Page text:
Fig. 1 Anteroposterior radiograph of the left hip and thigh of an 18-year-old patient complaining of pain and difficulty with ambulation.

AAOS Now

Published 12/1/2013

What's Your Diagnosis?

In this feature, AAOS Now publishes a series of images, challenging readers to diagnose the condition depicted.

This month’s challenge was submitted by David M. Waespe, MD, orthopaedic chief resident at the University of Mississippi Medical Center.

Dr. Waespe writes that an 18-year-old female patient was seen for left lower extremity pain and difficulty with ambulation. The patient had had several previous surgeries over the years on her left leg, beginning with a club foot release and ending with a through-the-knee amputation. In addition, she had experienced numerous wound healing problems.

An examination of her left thigh found that the through-the-knee amputation resulted in well-healed incisions. A cord-like lesion was found on her posterior medial thigh distally that was painful when palpated. The patient also complained of pain under her patella. She has a slight flexion contracture of her hip.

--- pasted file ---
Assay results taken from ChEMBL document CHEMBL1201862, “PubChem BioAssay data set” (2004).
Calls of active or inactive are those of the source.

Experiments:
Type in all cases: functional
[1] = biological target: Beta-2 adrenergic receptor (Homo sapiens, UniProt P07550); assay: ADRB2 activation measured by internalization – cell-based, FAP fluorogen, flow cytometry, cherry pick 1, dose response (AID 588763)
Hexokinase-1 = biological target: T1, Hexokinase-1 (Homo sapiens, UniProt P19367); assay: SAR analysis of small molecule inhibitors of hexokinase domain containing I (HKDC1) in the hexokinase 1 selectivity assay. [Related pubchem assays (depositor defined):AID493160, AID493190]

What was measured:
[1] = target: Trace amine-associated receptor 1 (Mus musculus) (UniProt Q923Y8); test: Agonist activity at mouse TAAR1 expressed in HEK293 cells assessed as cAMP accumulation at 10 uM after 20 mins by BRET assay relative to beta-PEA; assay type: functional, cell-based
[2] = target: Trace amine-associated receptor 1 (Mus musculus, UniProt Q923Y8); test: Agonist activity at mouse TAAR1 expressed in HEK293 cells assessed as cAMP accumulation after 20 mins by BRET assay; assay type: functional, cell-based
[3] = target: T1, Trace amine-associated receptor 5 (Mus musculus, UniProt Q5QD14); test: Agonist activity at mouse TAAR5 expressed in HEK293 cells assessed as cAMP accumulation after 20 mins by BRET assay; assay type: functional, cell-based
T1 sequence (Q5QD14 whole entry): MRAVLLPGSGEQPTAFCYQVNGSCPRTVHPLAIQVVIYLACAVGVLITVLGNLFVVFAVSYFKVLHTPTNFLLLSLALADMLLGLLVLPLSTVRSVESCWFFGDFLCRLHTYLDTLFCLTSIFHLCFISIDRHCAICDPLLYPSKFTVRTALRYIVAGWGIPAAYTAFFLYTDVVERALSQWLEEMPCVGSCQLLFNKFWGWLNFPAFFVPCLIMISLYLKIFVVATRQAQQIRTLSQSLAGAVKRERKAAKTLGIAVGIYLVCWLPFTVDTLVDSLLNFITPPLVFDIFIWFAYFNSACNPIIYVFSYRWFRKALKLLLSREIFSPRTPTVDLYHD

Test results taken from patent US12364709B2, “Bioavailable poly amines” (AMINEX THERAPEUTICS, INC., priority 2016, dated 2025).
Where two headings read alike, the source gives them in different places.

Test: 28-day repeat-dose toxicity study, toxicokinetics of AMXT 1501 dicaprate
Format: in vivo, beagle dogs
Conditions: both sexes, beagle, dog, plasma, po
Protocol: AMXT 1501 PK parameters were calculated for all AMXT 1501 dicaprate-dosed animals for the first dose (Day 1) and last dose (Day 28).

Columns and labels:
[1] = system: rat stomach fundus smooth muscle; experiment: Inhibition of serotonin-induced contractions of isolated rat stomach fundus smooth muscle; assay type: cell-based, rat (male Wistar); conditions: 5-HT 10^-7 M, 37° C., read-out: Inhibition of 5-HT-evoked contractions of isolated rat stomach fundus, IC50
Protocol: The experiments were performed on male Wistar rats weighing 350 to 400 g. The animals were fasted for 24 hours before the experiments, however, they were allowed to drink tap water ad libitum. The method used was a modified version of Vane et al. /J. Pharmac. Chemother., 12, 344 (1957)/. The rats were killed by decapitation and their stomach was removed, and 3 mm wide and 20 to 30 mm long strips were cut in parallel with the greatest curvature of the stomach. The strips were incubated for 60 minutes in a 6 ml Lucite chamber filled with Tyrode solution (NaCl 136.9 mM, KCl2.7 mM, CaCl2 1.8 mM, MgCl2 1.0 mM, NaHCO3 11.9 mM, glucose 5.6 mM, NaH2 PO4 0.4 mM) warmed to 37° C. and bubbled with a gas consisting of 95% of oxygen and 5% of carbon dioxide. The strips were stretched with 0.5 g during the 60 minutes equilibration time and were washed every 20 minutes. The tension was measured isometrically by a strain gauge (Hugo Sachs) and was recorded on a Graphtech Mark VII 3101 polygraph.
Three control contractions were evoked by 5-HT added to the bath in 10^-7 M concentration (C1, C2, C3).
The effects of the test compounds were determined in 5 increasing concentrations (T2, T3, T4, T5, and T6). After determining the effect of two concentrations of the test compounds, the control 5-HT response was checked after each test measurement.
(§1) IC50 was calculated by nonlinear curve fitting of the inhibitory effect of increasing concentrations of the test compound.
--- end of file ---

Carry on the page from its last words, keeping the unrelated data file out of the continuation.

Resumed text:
Based on the radiograph shown (Fig. 1), what’s your diagnosis?

Send AAOS Now your case
Do you have a challenging case you’d like to submit for publication? Email a short case description and any accompanying images to
aaoscomm@aaos.org

Find the answer to this month’s challenge below.

Answer
According to David M. Waespe, MD, who submitted the case, the diagnosis is melorheostosis. This rare, non-familial sclerosing bony dysplasia has a poorly understood etiology. Melorheostosis is a mixed sclerosing dysplasia with disturbance of both endochondral and intramembranous ossification, in which disordered intramembranous ossification dominates. Pain and joint contractures may be common.

“The hallmark radiographic findings are asymmetrical bands of sclerosis in an irregular, linear pattern often described as molten wax dripping down from one side of a candle,” explained Dr. Waespe. “Treatment is designed to relieve pain and improve function and could involve soft-tissue contracture releases such as capsulectomy, fasciotomy, and tendon lengthening, as well as correction of bony deformities, analgesia to control pain, bracing, and, eventually, amputation. Melorheostosis is progressive and not life-shortening, but may lead to significant morbidity.

More information on this rare disease is available from the National Institutes of Health Office of Rare Diseases Research (http://rarediseases.info.nih.gov).